Accomplishments as High as Heaven, Character as Low as Hell
In recent months the evangelical world has been rocked by a number of scandals, by news of yet more leaders who used their particular churches or ministries to indulge on their own to the harm more. These are yet more cases of guys who will no doubt endure before God someday and plead all their accomplishments—“Didn’t I preach the gospel for you? Didn’t I encourage many people in their belief? Didn’t I guide many people to the Master? ” Yet in spite of such pleas, they will surely hear terms of the severest disapproval. They will learn in that day that accomplishments stacked as high as bliss are no recompense for character sunk as low as hell.
Their stories are usually consistent with so many other people in a number of details, including this: There were many times at which they should possess stepped aside. There were many times at which, acquired they genuinely cherished the Lord and wanted the best for their church, they would have acknowledged their disqualification from any kind of public ministry and then quietly backed away. They would have displayed their particular love for the Lord by their willingness to abandon the platform they had proven themselves unworthy of. There might still have been scandal, but it would have been tempered by their legitimate repentance, their authentic willingness to leave behind all the advantages that came with their platform. It would happen to be tempered if only that they had shown humility simply by initiating their own departure.
But that is not the way it goes, is it? No one ever resigns. Nobody ever steps aside. No one ever provides such integrity which he counts himself disqualified and removes themselves from public ministry. Or very few, anyhow. I can count on a singke hand the men that have quietly and under your own accord stepped aside just before an outcry caused it to be necessary; I’d run out of fingers and toes before We came to the end of the list of men that have waited until the scandal broke and who raised all manner of demonstration when they were compelled out.
Why is this? Why do this few resign, even if they know they have got committed scandalous, disqualifying sins? What retains them from responding rightly when they possess fallen into great depravity?
In some instances it is because they are genuinely evil, genuinely hypocritical, genuinely using the Christian world as a means to gain access to fame, prosperity, and victims. In other cases, they are self-deceived, convinced that the final sin was the final sin, that this time their repentance is genuine, that the feel dissapointed they now really feel will keep them through ever doing it again. Besides, isn’t it obvious that they are doing this much good for the Lord that his trigger would be harmed when they were to own their own sin or get rid of themselves from ministry? Isn’t all their ministry success proof that God is looking over their sin, which he wants them to keep on? Plus, what else are they qualified to do with a degree in theology and a career invested entirely within the Alfredia bubble? And so for these reasons and many others, those who have disqualified themselves continue on until the scandal finally breaks or cracks, until the church responds with shock, until the world reacts along with scorn.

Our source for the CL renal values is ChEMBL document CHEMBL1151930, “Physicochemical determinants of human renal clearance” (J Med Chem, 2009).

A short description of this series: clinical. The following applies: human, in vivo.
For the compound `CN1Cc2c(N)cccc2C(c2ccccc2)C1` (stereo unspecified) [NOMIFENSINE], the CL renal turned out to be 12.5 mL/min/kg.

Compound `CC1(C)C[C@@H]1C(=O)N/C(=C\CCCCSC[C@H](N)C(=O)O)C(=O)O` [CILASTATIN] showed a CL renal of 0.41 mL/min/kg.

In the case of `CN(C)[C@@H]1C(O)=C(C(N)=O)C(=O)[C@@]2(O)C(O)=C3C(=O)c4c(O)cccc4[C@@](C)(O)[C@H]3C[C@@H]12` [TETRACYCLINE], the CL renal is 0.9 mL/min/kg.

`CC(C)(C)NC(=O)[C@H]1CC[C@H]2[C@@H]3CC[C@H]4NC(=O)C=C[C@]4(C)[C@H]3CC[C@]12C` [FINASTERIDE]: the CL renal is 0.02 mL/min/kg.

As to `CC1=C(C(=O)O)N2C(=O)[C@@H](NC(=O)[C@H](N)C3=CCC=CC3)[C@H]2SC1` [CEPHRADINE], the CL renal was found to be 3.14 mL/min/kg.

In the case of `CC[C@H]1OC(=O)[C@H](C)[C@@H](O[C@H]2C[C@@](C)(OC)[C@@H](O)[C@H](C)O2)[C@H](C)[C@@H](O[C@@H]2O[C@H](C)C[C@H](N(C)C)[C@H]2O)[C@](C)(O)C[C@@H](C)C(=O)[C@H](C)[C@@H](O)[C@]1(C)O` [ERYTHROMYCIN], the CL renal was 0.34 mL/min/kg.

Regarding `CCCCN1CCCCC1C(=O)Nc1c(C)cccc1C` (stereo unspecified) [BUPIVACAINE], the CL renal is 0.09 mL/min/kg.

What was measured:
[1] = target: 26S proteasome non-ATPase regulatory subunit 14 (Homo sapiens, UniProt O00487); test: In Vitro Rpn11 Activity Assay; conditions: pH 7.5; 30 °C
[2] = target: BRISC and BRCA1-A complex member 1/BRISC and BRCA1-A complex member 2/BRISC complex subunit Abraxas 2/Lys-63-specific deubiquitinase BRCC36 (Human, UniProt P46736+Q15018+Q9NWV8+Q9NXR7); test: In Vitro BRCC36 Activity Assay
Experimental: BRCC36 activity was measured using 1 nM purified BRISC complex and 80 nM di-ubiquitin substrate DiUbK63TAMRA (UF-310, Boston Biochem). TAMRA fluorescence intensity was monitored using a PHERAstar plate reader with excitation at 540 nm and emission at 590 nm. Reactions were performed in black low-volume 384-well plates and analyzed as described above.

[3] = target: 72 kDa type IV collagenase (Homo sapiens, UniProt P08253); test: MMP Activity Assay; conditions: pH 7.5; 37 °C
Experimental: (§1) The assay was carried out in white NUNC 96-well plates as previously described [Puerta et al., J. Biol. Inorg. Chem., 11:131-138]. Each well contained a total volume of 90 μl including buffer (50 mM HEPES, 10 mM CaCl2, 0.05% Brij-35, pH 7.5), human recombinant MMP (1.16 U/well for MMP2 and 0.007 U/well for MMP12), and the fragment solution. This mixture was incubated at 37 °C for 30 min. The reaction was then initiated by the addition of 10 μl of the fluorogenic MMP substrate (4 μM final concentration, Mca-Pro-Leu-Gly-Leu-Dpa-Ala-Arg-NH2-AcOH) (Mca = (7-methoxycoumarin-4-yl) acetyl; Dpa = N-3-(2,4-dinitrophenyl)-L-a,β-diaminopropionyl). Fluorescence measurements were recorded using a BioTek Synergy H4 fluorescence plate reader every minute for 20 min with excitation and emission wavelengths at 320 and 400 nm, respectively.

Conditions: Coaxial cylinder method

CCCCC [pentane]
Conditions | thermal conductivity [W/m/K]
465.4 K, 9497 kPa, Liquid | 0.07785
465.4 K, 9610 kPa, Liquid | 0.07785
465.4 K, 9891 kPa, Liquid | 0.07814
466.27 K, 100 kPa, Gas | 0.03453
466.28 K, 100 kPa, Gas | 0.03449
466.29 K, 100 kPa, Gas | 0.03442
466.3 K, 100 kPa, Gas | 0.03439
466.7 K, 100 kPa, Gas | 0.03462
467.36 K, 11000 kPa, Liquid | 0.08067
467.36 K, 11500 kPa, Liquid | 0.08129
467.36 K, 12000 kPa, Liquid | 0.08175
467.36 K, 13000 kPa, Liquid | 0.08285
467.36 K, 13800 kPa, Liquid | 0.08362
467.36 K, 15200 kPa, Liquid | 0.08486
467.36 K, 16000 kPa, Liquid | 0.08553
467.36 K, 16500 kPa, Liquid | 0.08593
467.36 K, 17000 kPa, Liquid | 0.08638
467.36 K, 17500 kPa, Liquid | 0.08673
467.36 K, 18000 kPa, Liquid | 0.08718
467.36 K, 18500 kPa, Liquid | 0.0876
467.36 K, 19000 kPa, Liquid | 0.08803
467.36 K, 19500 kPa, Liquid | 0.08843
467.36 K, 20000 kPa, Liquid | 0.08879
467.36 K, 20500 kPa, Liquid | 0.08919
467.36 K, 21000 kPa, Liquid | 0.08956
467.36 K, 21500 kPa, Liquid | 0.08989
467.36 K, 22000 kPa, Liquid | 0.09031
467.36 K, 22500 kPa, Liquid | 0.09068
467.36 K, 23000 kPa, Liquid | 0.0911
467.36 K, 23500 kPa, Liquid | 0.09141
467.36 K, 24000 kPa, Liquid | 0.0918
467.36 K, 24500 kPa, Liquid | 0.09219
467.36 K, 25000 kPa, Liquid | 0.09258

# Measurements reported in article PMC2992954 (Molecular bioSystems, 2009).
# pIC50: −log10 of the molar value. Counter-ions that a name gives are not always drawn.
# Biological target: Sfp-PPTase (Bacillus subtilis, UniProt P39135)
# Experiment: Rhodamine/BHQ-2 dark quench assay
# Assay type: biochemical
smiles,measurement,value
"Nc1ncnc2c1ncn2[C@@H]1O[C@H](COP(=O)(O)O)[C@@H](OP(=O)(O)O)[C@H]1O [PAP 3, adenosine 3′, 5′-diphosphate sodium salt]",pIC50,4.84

It is admirable when anyone who has committed disqualifying bad thing acknowledge they are no longer worthy of their platform or office and who, in sorrow and true repentance, step aside plus disappear from the public eye. Though their sins are genuine and terrible, these people show evidence of God’s grace by their reaction to it. Even as these people face the consequences, they must be commended for addressing it rightly. Alternatively, it is deplorable when those who have committed disqualifying sin refuse to acknowledge they are no longer worth their platform or even office and who also, in pride and error, remain in the public eye until their own day finally comes.
The Scriptures calls all Christians to be above reproach, to have unquestionable character, to have a life that is so consistent that no blame or disgrace can be attached with it. Pastors (and surely any the others with a public platform) are expected to exemplify this virtue. When they have been involved in a scandal that, if found out, would bring reproach upon Christ and his church, the best and wisest and holiest thing they can do is to protect Christ’s cause by removing themselves from public ministry. This is a display of true repentance, a proof of genuine remorse.
(This is the third article on this theme. See also Death to the One-Year Rule! which talks about the tendency to return to ministry far too soon, and Don’t Drop the Rock! which talks about the great damage that comes to the entire church through scandalous sin. )